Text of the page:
Diabetes and male sexual function (Part 3)
Acute hyperglycemia alone may induce endothelial dysfunction and also decrease the velocity of nerve conduction in rodents. Chronic hyperglycemia is associated with the loss of myelinated and unmyelinated fibres and attenuated nerve fibre regeneration. Diffuse abnormalities of the peripheral nerve vasculature (vasa nervosum) are well documented in diabetics. In the late stages of diabetes — buy diabetes drugs, there may be complete vascular occlusion with atherosclerosis, thickening of capillary basement membrane, dilation and microaneurysms of capillaries as well as endothelial hyperplasia, and desquamation and degeneration of pericytes. These lesions induce a microangiopathy that leads to endoneurial hypoxia and demyelination. The lesions decrease the blood flow to the vaso nervosum and, thus, lead to nerve ischemia. A peripheral neuropathy then develops, which initially affects small unmyelinated fibres. Around 61.2% of diabetics who present with impotence show evidence of neuropathy.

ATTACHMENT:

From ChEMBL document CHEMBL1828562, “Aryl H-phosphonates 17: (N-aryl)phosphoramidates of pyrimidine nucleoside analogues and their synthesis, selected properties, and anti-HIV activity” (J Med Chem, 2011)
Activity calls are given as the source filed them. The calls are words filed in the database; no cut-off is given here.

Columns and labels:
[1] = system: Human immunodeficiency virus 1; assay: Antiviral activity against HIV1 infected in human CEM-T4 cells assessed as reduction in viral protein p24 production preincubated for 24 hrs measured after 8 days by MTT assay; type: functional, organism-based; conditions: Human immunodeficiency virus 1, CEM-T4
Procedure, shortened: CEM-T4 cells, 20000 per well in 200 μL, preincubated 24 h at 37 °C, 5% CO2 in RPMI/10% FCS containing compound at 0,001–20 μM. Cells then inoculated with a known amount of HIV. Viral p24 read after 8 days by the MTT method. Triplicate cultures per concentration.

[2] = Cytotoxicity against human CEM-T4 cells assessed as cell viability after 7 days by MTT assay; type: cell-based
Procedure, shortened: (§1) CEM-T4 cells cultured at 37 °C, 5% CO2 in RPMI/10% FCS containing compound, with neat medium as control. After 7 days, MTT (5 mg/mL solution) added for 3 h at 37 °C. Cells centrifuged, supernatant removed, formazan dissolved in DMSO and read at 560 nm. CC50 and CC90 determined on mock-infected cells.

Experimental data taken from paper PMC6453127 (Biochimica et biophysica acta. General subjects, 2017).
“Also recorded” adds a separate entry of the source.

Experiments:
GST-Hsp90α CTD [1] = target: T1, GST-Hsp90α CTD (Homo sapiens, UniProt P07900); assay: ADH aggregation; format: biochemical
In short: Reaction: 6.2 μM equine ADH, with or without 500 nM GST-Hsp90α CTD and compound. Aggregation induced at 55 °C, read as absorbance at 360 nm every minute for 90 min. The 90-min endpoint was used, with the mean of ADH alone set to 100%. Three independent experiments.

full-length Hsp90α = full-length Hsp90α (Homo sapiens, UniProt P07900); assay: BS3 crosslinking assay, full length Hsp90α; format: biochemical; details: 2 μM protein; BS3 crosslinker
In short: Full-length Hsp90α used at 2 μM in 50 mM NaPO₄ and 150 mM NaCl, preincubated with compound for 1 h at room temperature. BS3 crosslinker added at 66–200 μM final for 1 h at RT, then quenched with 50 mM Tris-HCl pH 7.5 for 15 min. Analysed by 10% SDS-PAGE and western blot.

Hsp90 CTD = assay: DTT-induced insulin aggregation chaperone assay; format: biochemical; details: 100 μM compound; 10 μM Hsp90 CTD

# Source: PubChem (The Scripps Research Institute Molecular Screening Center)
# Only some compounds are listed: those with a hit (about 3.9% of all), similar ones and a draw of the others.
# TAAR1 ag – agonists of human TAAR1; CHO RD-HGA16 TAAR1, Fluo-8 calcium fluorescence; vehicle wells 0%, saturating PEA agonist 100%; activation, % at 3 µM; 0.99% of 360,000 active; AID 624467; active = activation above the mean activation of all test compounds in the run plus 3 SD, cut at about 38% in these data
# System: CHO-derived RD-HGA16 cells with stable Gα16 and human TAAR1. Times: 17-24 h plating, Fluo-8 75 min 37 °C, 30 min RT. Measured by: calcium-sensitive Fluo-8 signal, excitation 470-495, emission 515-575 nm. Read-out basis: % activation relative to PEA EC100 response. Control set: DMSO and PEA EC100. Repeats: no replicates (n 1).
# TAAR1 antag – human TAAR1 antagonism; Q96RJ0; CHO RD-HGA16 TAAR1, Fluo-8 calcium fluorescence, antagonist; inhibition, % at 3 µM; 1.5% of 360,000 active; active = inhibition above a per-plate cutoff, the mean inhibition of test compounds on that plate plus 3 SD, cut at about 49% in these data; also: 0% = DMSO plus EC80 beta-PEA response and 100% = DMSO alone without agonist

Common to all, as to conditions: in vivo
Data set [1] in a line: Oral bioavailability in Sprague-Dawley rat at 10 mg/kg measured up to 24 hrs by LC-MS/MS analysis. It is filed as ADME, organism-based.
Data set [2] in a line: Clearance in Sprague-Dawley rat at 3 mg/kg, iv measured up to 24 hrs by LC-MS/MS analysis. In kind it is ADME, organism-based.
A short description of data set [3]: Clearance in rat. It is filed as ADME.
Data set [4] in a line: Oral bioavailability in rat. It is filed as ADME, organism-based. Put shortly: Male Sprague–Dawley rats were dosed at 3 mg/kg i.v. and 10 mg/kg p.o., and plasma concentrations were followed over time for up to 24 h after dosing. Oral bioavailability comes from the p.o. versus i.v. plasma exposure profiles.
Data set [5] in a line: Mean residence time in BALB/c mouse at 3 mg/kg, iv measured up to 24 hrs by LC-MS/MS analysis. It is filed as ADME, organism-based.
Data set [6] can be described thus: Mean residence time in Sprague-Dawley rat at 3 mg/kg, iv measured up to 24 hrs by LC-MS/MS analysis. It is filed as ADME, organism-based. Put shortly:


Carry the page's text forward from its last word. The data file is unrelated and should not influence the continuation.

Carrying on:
In erectile tissue, there is atrophy of the smooth muscle cells and lipid deposition in the corpus cavernosum. Urogenital nerves also show morphological alterations, nerve conduction is impaired and neurotransmitter levels are altered. Vasoactive intestinal polypeptide immunoreactivity, and acetylcholine synthesis and release have been shown to be reduced in nerves from diabetic patients. In the penis, smooth muscle shows impaired neurogenic and endothelium-dependent relaxation. The dorsal nerve of the penis is involved in erectile response. In diabetics, the conduction velocity of the dorsal nerve is significantly slower than that in normal males and can be demonstrated with the bulbocavernous reflex. Unfortunately, differences in bulbocavernous reflex latency are not useful for differentiating diabetics from nondiabetics. Autonomic nerve testing is found to be abnormal in 63% of patients with diabetic ED.